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The Shadow Whose Prey the Hunter Becomes

There’s at least one London-based ‘disabled-led’ theatre company (their choice of description) that I can think of that would hate The Shadow Whose Prey the Hunter Becomes, in its full and frank exchange of different ideas in which Simon Laherty, Sarah Mainwaring and Scott Price discuss what they call disability activism, as well as their past and present experiences, and what they expect to happen in the future. They also introduce a phrase I’ve not come across before, perhaps because it’s commonplace in Australia, where Back to Back Theatre are based (impressively, they’re on a global tour with this show), but not in Blighty: “people with intellectual disabilities”.

The Shadow Whose Prey the Hunter Becomes - credit Kira Kynd.
The Shadow Whose Prey the Hunter Becomes – credit Kira Kynd.

There’s disagreement, almost inevitably, on terminology. Scott, for instance, identifies as disabled, because as far as he’s concerned, he’s disabled. Everyone he knows understands what that means, and how dare anyone suggest he should be called something else, because he’s not something else: he’s disabled, and he has the right to be called exactly what he is. Sarah, however, isn’t quite so comfortable with the term being applied to herself, preferring ‘neurodiverse’ as a more inclusive descriptor.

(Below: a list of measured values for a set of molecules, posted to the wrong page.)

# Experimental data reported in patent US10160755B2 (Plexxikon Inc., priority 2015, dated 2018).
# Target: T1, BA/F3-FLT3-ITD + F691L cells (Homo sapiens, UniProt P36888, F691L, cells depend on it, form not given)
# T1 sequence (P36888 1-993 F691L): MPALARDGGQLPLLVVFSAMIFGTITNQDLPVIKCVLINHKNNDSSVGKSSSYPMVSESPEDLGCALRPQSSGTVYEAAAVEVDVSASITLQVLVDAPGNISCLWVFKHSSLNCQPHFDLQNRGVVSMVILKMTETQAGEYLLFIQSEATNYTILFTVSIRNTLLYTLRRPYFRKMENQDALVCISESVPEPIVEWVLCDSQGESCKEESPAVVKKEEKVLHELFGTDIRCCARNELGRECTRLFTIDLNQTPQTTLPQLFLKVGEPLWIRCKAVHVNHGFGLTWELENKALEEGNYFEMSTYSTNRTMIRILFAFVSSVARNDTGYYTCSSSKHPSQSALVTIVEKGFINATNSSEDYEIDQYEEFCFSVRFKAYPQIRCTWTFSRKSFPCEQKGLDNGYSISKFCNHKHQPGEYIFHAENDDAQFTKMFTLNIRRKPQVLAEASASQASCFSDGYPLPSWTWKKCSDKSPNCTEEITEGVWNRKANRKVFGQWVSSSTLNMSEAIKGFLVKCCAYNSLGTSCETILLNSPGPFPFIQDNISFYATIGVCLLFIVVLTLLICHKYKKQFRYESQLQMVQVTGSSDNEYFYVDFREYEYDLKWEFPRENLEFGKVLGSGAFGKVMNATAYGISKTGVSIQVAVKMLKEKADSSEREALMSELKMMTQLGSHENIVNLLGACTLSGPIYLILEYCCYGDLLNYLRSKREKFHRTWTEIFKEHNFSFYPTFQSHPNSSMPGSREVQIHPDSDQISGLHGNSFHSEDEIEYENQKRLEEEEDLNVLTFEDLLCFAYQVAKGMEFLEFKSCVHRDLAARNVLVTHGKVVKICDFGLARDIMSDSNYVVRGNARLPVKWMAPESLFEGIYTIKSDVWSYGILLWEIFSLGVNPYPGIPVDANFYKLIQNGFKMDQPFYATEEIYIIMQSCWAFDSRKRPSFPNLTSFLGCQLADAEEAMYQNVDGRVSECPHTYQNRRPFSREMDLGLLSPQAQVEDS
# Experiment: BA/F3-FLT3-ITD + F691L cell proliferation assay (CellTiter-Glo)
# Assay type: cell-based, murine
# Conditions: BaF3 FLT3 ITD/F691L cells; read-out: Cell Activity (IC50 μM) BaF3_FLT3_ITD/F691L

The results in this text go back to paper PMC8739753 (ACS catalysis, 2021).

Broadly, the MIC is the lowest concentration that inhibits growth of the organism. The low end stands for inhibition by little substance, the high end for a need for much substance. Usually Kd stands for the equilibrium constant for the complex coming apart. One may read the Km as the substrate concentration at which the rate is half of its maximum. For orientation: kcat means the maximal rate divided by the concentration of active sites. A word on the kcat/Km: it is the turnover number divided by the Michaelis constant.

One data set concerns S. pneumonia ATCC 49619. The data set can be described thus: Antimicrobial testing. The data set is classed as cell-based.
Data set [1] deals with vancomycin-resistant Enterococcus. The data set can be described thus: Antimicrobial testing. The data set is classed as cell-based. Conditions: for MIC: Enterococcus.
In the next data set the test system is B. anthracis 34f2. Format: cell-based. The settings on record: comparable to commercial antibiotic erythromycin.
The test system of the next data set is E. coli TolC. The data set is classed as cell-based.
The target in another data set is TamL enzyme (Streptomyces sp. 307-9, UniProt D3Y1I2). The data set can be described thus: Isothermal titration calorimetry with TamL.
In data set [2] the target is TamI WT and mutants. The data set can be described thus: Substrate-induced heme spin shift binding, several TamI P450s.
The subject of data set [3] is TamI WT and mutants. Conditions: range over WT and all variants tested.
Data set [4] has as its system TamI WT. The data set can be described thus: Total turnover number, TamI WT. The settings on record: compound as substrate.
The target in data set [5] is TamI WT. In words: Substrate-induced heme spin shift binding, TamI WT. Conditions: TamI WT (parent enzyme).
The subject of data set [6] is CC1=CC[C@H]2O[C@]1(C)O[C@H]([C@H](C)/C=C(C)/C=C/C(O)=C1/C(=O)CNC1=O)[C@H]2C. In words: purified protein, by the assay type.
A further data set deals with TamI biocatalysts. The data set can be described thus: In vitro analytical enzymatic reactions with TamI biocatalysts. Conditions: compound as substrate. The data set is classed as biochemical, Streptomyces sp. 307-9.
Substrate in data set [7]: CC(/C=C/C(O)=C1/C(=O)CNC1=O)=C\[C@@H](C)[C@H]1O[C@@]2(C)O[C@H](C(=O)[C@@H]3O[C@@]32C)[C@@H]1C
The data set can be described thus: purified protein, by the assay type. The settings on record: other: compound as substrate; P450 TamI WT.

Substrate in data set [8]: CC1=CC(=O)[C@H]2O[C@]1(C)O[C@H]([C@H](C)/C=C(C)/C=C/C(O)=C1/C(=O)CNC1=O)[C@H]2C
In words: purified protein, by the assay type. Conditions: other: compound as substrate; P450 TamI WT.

Mind you, describing human beings as people before anything else could be similarly applied to other contexts, replacing, for instance ‘cancer sufferers’ with ‘people with cancer’, and likewise ‘people with dementia’ and, in this day and age ‘people with Covid’, and so on. Of course, choice of vocabulary doesn’t remove or treat such conditions, but it gives people a little dignity, which is, as the rather harrowing accounts of this trio make clear, in short supply.

The script is surtitled (that is, displayed above the stage) and, unlike many other captioned performances I’ve seen over the years, the right words come up at the right time. Occasionally, a phrase is momentarily displayed incorrectly, before being revised and corrected, an ode to the voice recognition technology that the audience is meant to believe is in use throughout. But the technology also takes on a persona of its own, conversing with Scott when he needs to take a breather. Sarah, on the other hand, is more adversarial, and understandably so – the computer is just that, an inanimate object with no free will of its own.

Or is it? The rather captivating discussion turns its attention to the ever-increasing role of artificial intelligence. Examples not explicitly stated in the show include face ID and image recognition, online banking, satellite navigation devices and search engines. What happens, Simon asks, when artificial intelligence exceeds human intelligence? It’s already happened, Sarah counters, with Deep Blue, an IBM supercomputer, beating world champion Garry Kasparov in a chess match. The future, they assert, is bleak, involving a levelling-down in which everyone, in effect, becomes a person with an intellectual disability – like Kasparov, unable to keep pace with technology.